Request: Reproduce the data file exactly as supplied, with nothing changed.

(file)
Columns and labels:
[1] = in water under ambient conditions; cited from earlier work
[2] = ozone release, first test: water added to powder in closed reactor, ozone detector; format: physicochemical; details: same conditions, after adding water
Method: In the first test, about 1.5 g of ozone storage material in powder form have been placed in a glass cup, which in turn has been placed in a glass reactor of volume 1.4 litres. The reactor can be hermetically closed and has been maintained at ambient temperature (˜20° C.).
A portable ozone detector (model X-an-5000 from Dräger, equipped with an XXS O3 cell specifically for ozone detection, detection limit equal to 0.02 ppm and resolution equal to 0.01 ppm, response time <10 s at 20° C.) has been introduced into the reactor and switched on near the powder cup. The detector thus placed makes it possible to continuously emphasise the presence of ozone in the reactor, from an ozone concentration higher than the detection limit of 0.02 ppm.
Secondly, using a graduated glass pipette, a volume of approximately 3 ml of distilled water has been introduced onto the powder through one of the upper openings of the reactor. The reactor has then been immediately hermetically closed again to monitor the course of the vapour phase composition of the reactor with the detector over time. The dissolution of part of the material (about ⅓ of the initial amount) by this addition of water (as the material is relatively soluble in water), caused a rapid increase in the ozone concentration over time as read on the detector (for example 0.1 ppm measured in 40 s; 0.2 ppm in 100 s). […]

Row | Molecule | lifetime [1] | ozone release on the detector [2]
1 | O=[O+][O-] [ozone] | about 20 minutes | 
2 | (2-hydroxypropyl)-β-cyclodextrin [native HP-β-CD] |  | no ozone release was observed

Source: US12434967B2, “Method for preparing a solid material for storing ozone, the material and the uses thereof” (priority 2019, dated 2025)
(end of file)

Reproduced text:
Columns and labels:
[1] = in water under ambient conditions; cited from earlier work
[2] = ozone release, first test: water added to powder in closed reactor, ozone detector; format: physicochemical; details: same conditions, after adding water
Method: In the first test, about 1.5 g of ozone storage material in powder form have been placed in a glass cup, which in turn has been placed in a glass reactor of volume 1.4 litres. The reactor can be hermetically closed and has been maintained at ambient temperature (˜20° C.).
A portable ozone detector (model X-an-5000 from Dräger, equipped with an XXS O3 cell specifically for ozone detection, detection limit equal to 0.02 ppm and resolution equal to 0.01 ppm, response time <10 s at 20° C.) has been introduced into the reactor and switched on near the powder cup. The detector thus placed makes it possible to continuously emphasise the presence of ozone in the reactor, from an ozone concentration higher than the detection limit of 0.02 ppm.
Secondly, using a graduated glass pipette, a volume of approximately 3 ml of distilled water has been introduced onto the powder through one of the upper openings of the reactor. The reactor has then been immediately hermetically closed again to monitor the course of the vapour phase composition of the reactor with the detector over time. The dissolution of part of the material (about ⅓ of the initial amount) by this addition of water (as the material is relatively soluble in water), caused a rapid increase in the ozone concentration over time as read on the detector (for example 0.1 ppm measured in 40 s; 0.2 ppm in 100 s). […]

Row | Molecule | lifetime [1] | ozone release on the detector [2]
1 | O=[O+][O-] [ozone] | about 20 minutes | 
2 | (2-hydroxypropyl)-β-cyclodextrin [native HP-β-CD] |  | no ozone release was observed

Source: US12434967B2, “Method for preparing a solid material for storing ozone, the material and the uses thereof” (priority 2019, dated 2025)